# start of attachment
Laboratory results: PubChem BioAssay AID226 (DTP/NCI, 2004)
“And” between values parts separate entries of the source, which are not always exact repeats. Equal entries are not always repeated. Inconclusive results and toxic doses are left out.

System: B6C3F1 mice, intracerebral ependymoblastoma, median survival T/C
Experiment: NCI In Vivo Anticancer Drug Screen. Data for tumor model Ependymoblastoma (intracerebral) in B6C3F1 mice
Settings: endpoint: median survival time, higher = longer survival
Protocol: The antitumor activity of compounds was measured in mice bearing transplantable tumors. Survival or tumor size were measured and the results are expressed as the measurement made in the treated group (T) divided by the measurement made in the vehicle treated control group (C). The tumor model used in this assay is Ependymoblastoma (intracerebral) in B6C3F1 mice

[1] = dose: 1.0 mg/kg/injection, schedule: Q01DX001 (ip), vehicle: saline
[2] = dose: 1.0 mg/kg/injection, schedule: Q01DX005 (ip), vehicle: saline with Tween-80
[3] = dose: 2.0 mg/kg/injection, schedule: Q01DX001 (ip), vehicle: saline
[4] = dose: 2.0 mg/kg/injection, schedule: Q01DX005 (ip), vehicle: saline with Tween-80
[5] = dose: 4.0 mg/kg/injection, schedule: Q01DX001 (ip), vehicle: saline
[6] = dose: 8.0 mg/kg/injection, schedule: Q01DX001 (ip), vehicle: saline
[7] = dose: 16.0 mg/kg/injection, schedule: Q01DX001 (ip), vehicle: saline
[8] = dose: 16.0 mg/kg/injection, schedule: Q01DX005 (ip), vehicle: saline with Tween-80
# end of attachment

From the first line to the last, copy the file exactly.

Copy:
Laboratory results: PubChem BioAssay AID226 (DTP/NCI, 2004)
“And” between values parts separate entries of the source, which are not always exact repeats. Equal entries are not always repeated. Inconclusive results and toxic doses are left out.

System: B6C3F1 mice, intracerebral ependymoblastoma, median survival T/C
Experiment: NCI In Vivo Anticancer Drug Screen. Data for tumor model Ependymoblastoma (intracerebral) in B6C3F1 mice
Settings: endpoint: median survival time, higher = longer survival
Protocol: The antitumor activity of compounds was measured in mice bearing transplantable tumors. Survival or tumor size were measured and the results are expressed as the measurement made in the treated group (T) divided by the measurement made in the vehicle treated control group (C). The tumor model used in this assay is Ependymoblastoma (intracerebral) in B6C3F1 mice

[1] = dose: 1.0 mg/kg/injection, schedule: Q01DX001 (ip), vehicle: saline
[2] = dose: 1.0 mg/kg/injection, schedule: Q01DX005 (ip), vehicle: saline with Tween-80
[3] = dose: 2.0 mg/kg/injection, schedule: Q01DX001 (ip), vehicle: saline
[4] = dose: 2.0 mg/kg/injection, schedule: Q01DX005 (ip), vehicle: saline with Tween-80
[5] = dose: 4.0 mg/kg/injection, schedule: Q01DX001 (ip), vehicle: saline
[6] = dose: 8.0 mg/kg/injection, schedule: Q01DX001 (ip), vehicle: saline
[7] = dose: 16.0 mg/kg/injection, schedule: Q01DX001 (ip), vehicle: saline
[8] = dose: 16.0 mg/kg/injection, schedule: Q01DX005 (ip), vehicle: saline with Tween-80